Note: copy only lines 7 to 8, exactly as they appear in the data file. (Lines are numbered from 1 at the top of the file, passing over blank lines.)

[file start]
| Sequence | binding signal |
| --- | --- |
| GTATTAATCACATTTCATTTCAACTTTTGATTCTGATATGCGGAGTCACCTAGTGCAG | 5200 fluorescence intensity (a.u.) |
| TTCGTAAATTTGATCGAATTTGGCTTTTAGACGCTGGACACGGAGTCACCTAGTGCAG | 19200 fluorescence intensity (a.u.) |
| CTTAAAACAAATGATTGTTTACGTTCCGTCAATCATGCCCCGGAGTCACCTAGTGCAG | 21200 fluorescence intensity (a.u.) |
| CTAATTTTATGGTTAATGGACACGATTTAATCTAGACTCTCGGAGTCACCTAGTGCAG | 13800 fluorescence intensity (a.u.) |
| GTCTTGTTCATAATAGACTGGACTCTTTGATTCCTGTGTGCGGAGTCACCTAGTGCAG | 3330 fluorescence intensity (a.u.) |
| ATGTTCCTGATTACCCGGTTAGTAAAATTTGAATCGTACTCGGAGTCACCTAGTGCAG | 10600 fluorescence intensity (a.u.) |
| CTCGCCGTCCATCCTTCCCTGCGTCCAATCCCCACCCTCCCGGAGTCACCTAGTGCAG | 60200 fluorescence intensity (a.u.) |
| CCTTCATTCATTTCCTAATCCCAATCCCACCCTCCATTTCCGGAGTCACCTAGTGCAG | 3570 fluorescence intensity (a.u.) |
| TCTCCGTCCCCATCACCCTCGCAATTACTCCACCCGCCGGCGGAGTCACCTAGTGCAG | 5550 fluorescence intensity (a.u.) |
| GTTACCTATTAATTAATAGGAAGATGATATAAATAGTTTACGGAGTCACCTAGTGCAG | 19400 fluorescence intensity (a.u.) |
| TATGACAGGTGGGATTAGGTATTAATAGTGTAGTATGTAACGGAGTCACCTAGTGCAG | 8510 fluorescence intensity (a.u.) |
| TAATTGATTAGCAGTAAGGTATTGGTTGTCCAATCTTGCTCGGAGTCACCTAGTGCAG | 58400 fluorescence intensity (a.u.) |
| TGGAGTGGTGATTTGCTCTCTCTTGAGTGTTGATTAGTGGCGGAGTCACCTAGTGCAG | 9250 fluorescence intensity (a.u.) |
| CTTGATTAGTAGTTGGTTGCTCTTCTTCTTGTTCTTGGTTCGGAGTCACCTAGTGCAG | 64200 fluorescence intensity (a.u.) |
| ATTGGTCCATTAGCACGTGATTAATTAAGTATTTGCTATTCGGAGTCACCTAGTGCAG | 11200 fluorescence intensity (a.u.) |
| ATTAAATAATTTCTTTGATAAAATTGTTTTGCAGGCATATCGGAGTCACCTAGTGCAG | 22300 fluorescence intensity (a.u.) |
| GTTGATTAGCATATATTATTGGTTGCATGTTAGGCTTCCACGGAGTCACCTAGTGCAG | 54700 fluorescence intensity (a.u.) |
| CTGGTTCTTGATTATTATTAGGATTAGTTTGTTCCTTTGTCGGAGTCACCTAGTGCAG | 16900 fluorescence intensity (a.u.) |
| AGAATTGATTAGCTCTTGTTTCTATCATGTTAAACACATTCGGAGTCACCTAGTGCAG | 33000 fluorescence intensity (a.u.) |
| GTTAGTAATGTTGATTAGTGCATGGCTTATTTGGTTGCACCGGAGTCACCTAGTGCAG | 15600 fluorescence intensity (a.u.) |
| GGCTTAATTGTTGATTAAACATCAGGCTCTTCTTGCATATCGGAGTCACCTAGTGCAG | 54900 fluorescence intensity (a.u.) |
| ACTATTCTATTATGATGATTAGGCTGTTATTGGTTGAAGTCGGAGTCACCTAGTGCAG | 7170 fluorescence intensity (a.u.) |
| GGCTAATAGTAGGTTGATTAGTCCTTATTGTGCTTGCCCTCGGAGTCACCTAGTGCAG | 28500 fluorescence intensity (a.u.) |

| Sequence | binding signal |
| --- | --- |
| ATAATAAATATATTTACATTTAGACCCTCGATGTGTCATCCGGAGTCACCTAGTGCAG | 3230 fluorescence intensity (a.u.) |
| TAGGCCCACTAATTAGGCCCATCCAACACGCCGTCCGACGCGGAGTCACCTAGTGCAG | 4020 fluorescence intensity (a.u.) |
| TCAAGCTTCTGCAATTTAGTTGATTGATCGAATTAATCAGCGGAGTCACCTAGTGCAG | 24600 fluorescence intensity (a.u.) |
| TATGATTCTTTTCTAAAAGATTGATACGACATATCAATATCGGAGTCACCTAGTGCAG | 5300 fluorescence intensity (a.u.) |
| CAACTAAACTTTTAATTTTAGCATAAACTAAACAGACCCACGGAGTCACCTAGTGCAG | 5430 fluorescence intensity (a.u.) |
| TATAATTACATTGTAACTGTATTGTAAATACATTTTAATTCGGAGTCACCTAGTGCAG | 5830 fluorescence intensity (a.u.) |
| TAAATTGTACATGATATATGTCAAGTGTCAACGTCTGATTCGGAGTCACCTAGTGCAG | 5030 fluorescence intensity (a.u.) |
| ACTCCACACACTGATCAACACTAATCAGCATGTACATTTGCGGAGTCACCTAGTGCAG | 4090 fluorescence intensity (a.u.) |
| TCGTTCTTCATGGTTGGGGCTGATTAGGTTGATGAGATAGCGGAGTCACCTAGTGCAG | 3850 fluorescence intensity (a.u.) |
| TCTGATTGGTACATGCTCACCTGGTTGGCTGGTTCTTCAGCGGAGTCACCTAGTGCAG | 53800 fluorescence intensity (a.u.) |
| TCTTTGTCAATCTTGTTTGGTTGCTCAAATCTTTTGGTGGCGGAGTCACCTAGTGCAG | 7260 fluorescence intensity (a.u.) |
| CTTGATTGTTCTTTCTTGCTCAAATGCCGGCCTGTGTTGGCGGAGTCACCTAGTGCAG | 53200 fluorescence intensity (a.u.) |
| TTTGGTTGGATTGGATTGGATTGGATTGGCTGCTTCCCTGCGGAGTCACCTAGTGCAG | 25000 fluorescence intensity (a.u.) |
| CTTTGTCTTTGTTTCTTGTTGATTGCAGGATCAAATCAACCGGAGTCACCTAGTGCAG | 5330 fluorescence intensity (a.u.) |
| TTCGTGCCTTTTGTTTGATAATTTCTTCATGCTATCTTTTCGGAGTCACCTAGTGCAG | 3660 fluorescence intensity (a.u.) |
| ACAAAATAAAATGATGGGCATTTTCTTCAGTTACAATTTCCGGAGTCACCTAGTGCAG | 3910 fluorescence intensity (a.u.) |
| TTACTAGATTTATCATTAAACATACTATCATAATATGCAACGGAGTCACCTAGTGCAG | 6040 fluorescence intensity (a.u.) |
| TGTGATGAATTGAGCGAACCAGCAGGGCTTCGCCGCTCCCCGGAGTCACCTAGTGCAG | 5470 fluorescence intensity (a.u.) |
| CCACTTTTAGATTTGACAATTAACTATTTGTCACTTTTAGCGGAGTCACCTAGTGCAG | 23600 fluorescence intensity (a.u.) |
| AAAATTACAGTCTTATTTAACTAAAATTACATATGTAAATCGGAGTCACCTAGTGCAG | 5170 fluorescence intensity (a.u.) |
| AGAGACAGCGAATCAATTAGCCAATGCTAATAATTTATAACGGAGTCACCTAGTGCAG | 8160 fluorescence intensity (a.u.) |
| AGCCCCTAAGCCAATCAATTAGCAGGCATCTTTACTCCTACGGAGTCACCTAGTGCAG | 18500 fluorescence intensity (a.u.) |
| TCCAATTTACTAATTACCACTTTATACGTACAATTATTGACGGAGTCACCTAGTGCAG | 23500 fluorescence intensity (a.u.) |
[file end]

| GTCTTGTTCATAATAGACTGGACTCTTTGATTCCTGTGTGCGGAGTCACCTAGTGCAG | 3330 fluorescence intensity (a.u.) |
| ATGTTCCTGATTACCCGGTTAGTAAAATTTGAATCGTACTCGGAGTCACCTAGTGCAG | 10600 fluorescence intensity (a.u.) |